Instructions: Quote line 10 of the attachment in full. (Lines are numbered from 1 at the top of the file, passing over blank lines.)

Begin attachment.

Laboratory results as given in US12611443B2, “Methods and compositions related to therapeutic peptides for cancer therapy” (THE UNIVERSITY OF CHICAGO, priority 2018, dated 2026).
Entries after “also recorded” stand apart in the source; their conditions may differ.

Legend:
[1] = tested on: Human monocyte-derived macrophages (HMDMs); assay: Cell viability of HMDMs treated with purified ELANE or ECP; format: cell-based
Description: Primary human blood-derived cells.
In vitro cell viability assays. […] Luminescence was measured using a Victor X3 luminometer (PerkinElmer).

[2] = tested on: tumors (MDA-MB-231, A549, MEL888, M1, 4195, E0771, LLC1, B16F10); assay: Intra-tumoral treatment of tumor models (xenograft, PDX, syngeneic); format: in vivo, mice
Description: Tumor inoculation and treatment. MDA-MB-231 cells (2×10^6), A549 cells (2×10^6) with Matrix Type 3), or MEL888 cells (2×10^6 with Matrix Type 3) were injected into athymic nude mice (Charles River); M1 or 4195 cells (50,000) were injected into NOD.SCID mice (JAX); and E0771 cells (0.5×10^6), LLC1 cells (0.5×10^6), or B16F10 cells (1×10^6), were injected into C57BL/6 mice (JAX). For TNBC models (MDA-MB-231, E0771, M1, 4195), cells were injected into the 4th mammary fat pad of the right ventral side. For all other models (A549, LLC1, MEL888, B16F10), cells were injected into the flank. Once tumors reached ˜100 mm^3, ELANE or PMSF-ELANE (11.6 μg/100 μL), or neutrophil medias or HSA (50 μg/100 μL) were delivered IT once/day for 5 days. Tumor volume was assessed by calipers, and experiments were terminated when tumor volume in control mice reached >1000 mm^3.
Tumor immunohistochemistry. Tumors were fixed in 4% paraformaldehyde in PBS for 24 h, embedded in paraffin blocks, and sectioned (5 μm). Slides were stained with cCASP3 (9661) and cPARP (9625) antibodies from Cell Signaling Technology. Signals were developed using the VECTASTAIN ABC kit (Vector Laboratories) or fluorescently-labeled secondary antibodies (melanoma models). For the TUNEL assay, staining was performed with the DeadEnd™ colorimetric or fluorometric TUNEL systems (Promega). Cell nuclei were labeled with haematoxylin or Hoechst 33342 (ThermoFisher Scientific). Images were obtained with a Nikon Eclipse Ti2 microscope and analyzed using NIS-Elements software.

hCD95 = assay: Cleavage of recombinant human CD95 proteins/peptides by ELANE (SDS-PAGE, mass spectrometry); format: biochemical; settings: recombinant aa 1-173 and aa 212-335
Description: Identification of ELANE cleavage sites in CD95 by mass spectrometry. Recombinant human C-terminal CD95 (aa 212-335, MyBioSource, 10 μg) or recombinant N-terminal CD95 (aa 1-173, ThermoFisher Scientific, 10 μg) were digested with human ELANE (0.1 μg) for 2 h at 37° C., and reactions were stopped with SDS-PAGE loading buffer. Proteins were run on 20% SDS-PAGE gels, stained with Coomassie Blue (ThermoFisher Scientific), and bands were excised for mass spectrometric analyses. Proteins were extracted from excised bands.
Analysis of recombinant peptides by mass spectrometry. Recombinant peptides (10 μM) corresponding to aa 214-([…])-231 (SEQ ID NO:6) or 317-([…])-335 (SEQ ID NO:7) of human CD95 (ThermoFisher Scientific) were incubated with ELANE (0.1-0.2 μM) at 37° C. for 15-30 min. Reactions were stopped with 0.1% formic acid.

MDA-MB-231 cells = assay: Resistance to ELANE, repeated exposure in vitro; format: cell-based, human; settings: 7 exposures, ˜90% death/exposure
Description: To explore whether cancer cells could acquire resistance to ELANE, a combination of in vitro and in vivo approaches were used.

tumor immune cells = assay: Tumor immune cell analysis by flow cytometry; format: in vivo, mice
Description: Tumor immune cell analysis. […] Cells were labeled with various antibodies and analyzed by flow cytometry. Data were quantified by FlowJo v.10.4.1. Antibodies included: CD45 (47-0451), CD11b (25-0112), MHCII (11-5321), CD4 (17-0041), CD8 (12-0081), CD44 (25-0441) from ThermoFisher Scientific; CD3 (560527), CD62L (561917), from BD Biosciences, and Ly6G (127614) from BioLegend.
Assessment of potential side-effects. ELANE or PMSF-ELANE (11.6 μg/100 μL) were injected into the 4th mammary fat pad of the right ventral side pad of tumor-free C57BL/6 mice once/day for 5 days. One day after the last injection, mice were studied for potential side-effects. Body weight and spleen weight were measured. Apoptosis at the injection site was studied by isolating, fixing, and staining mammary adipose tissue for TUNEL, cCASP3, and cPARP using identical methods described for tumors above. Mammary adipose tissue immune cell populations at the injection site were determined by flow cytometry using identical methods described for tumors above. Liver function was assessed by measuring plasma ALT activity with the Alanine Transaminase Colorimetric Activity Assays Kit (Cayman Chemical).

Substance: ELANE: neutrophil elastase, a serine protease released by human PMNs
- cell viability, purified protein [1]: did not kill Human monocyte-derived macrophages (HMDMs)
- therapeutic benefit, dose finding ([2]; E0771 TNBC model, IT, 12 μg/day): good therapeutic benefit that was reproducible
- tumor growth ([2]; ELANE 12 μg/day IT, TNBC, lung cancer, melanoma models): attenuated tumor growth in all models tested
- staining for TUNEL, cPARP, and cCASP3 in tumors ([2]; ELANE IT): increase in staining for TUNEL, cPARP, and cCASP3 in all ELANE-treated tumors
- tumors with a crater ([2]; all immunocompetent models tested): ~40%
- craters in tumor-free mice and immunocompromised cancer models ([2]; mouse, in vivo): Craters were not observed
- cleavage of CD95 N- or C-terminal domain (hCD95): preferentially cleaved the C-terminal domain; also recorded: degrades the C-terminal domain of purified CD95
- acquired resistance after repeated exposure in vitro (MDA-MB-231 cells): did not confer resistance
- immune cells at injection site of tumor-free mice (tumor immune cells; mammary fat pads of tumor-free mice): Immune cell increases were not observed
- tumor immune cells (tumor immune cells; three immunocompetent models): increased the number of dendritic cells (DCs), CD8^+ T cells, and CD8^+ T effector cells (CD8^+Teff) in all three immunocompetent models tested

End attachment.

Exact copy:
hCD95 = assay: Cleavage of recombinant human CD95 proteins/peptides by ELANE (SDS-PAGE, mass spectrometry); format: biochemical; settings: recombinant aa 1-173 and aa 212-335